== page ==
As indicated above, the asset value of the Fund at the end of the 2020/21 financial year was £5.067 billion. This represents an investment return of +25.6% net of fees, compared with the Fund’s internally set strategic benchmark target of +24.3%.

The Fund’s strategic benchmark is set as an average of the benchmarks for each of the investmentportfolios, weighted according to the Fund’s strategic asset allocation targets. Equity markets recovered dramatically from the falls in March 2020, and the passive equity allocation returned +37.5% over the year. Returns were helped by the Fund’s currency hedging strategy during a period when the value of the pound rose against other major currencies. The active Brunel Global High Alpha and Emerging Markets funds did even better, returning +50.0% and +46.1% respectively, both well ahead of the benchmark. Low Volatility Equities did less well against the wider market, in a period when low volatility stocks were generally out of favour. Global bonds delivered a small negative return, having delivered good positive returns in March 2020 when the rest of the market collapsed. The Wellington Multi-Sector Credit fund delivered a +24.8% return well ahead of benchmark.

Pension fund investment management has to consider the long term, and the Investment and Pension Fund Committee’s principal aim for the Fund is therefore to maintain high performance over the longer term. Performance over the last year has boosted the longer term returns, but they remain below benchmark over the three and five year periods. The following chart presents the investment returns achieved by the Devon Fund compared to the Fund’s benchmark over each of the last five years, plus the total annualised return over the last three years and the last five years. Performance Figures are shown net of fees.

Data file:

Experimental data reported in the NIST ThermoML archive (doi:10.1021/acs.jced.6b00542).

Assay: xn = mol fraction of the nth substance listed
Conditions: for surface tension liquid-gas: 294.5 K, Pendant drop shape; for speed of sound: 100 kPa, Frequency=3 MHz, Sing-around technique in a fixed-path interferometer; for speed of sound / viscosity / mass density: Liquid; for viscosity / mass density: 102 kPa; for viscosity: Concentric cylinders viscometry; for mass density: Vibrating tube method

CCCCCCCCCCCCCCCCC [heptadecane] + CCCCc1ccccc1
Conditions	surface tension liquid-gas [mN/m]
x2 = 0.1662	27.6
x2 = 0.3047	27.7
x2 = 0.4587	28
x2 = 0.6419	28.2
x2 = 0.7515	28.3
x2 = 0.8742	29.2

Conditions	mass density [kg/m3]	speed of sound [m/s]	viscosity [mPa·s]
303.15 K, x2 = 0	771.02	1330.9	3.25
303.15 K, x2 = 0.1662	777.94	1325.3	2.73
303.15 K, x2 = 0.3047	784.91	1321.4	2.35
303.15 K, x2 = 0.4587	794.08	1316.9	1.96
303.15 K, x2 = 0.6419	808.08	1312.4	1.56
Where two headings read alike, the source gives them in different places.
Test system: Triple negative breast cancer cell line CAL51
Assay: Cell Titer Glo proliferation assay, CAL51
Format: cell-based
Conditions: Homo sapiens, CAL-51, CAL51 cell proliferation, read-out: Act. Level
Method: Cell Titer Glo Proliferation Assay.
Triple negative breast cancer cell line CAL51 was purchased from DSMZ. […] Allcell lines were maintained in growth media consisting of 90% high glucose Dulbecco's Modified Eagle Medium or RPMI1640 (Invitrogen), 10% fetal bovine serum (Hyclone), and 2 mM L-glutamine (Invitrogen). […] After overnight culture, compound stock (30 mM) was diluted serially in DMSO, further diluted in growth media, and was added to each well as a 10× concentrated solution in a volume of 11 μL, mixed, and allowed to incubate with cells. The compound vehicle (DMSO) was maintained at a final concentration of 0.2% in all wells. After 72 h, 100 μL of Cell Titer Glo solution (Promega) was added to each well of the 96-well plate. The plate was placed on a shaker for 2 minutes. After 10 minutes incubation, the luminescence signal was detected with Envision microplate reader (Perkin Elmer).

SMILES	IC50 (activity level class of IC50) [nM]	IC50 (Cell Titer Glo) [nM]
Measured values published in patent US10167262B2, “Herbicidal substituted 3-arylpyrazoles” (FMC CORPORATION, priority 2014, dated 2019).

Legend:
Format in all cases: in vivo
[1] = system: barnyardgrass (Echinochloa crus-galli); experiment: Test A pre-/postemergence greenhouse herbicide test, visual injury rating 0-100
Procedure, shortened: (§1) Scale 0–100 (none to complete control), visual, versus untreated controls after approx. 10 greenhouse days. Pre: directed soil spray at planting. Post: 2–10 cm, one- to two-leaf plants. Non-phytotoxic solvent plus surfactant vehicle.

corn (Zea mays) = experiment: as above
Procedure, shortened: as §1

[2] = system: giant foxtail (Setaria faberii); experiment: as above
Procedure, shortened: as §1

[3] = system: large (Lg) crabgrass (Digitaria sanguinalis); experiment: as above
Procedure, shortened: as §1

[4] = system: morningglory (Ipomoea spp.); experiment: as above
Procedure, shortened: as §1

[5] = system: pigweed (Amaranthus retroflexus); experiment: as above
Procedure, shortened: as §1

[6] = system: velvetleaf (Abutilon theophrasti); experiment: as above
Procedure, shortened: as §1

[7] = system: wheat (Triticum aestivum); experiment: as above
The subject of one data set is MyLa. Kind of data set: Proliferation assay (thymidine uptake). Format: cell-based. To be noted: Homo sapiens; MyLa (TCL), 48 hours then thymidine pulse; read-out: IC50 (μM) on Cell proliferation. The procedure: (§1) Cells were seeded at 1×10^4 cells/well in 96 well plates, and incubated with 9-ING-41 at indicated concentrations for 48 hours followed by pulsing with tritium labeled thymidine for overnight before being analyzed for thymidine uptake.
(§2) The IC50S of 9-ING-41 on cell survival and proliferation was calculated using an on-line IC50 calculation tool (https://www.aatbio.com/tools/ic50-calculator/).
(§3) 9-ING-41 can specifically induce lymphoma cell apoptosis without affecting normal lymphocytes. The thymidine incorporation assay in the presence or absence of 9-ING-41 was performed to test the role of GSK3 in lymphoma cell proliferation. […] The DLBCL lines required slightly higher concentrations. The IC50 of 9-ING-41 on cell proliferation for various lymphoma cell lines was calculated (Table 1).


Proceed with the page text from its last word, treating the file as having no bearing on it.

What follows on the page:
Fund solvency

The Fund is required to have an actuarial valuation conducted every three years. The most recent triennial valuation, as at 31 March 2019, was carried out by the Fund Actuary, Barnett Waddingham. The valuation determined that the Devon Pension Fund’s funding level had improved from 84% to 91%, compared with the previous 2016 valuation.

The Fund Actuary has reassessed the position as at 31 March 2021, using the approach of rolling forward the data from the 2019 valuation, and updating it for subsequent investment returns, pension and salary increases and revised financial assumptions. While it is not possible to assess the accuracy of the estimated liability as at 31 March 2021 without completing a full valuation, the results will be indicative of the underlying position. The funding position was damaged by the negative returns in 2019/20, but the significant recovery of markets and the 25.6% return in 2020/21 means that since the 2019 triennial valuation the total return on the Fund assets has been ahead of the Actuary’s expectations.

The Actuary’s revised financial assumptions include a reduction in the assumed dividend yield going forward, which has reduced the discount rate applied and therefore increased the projected pension liabilities. This has offset the positive performance on the Fund’s assets resulting in an estimated funding level as at 31 March 2021 of 90%, broadly similar to the position at the 2019 triennial valuation.

Asset allocation

The Investment and Pension Fund Committee is charged with the responsibility for governance and stewardship of the Fund and making decisions about strategic asset allocation policy. The last major review undertaken by Mercer investment consultants in February 2019 recommended a direction of travel towards a long term target to be achieved by a phased implementation over a five year period, which would also tie in with the launch of new investment portfolios by the Brunel Pension Partnership. In line with that strategy, the Committee agreed the following changes to asset allocation targets during 2020/21:

  • The allocation to global bonds and multi-sector credit was increased, funded by a reduction in the target allocation to Diversified Growth/Diversifying Returns funds
  • The active equity allocation that comprised the investment in specialist funds was transitioned to the Brunel Smaller Companies portfolio.
  • The Fund’s allocation to passive equities was reduced to fund an initial 3% allocation to Sustainable Equities and to increase the target allocation to Low Volatility Equities from 5% to 7%.